Food is purchased on Mondays and that night is taken by members of Boy Scout Troop 101 upstairs to the designated space. Each Wednesday, different shifts of volunteers come to unpack the food and then fill bags with 14 food items — ravioli, soup, beanie weenies, vienna sausage, macaroni and cheese, granola bar, fruit cup, cereal, pudding cup, peanut butter crackers, cookies, chips and oatmeal — to create five entrees, three breakfasts and five snacks to get the children through the weekend. Over holidays and breaks, in case of inclement weather or at the end of the school year, a double portion is packed to help students through a couple of weekends. The bags are topped of with a Bible verse and prayed over before being delivered to schools around Massac County — Metropolis Head Start, Joppa Junior/Senior High School, Maple Grove Elementary, Metropolis Elementary, Massac County High School, Massac Junior High School, Franklin Elementary and Jefferson Elementary — to be distributed later in the week.
Brookport Elementary and Unity Elementary are served by Mt. Sterling Cumberland Presbyterian Church and Brookport Church of God, respectively.
Only Harris knows the names of all the children who receive a bag. She said some of the recipients have changed over the years, but “a lot of the time, it’s stayed the same families. We have such a come-and-go community that sometimes the number changes drastically.”
Two of those bags this year have gone to Carrie Neely’s students.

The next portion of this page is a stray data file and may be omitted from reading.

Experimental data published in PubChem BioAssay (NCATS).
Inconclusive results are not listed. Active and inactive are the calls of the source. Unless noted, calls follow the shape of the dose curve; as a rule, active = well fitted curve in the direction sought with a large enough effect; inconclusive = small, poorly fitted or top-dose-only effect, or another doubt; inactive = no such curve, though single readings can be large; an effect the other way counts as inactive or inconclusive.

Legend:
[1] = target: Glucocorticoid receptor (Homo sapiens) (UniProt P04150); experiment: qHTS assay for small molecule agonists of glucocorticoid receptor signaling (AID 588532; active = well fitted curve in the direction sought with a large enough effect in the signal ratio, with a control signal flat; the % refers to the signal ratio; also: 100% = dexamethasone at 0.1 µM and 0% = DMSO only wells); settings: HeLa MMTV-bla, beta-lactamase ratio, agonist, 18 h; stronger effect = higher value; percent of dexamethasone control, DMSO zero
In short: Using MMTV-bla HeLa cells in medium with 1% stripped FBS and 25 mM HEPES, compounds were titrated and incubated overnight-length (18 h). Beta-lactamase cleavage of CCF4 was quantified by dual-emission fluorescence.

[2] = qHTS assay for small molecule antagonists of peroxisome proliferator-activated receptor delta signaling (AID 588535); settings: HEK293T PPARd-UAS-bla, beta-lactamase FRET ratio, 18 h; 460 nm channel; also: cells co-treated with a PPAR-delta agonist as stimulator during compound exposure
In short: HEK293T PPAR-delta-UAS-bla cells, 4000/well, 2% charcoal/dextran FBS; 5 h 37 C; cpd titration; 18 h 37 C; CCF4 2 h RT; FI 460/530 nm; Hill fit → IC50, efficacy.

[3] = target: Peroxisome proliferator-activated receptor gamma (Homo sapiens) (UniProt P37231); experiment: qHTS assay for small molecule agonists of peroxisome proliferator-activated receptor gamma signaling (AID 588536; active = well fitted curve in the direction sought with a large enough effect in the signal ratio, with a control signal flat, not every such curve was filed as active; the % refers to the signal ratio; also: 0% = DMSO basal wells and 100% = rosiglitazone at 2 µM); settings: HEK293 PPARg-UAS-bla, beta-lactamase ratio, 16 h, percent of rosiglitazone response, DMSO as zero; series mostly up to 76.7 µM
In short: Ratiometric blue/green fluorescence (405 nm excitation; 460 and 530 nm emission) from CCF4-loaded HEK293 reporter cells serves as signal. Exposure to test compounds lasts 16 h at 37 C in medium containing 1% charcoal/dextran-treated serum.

Neely began as a Weekend Blessings volunteer some 10 years ago “when my daughter Campbell was in seventh grade. Our Girl Scout troop was looking for a volunteer activity to get involved with. Alyssa was involved with this and her daughter was in my troop. She said we could help. We started coming the third Wednesday of the month.”
Neely, two more of those Girl Scout mom and Campbell, who is now a teacher herself teaching fifth grade at Jefferson Elementary School, have stayed with Weekend Blessings.
“I think it’s a very valuable program,” Neely said. “Every bit of the money stays locally and goes to kids who we know are in need. It’s not that we’re sending it to nameless people. We know these people. That’s important to me.”
And like Harris, Neely sees the appreciation of those recipients, “especially the nights I volunteer and bring it in the next day, they immediately want to make sure they can take it home that day. They keep each other in check so neither will forget it,” Neely said. “They really do appreciate it. They ask me about it. They make sure it’s there. It truly is a weekend blessing.”
To keep those Weekend Blessings coming, the fundraiser Project 670 is being launched asking businesses, organizations, churches and individuals to provide funding to continue the program during the 2023-24 school year.
Those who are able to assist can make out checks to First United Methodist Church Metropolis with the memo line of Weekend Blessings and mail them to First United Methodist Church of Metropolis, 100 E. Fifth St., Metropolis, IL 62960.
Burris projects Weekend Blessings will provide 6,000 bags of food next school year.
“I tell organizations, you don’t know who’s hungry. It could be your next-door neighbor. We may sit in church with them or see them on the street. There’s no way of knowing who they are, and for kids, it’s not their fault,” she said. “People think in Massac County, how can this be? But it is in Massac County. There’s something we can do, and we’re doing what we can. It’s a labor of love in lots of ways. It’s doing for those who can’t do for themselves. We’re not making a dent in hunger, but we are helping hungry children get through a weekend. And that’s totally what it’s about.”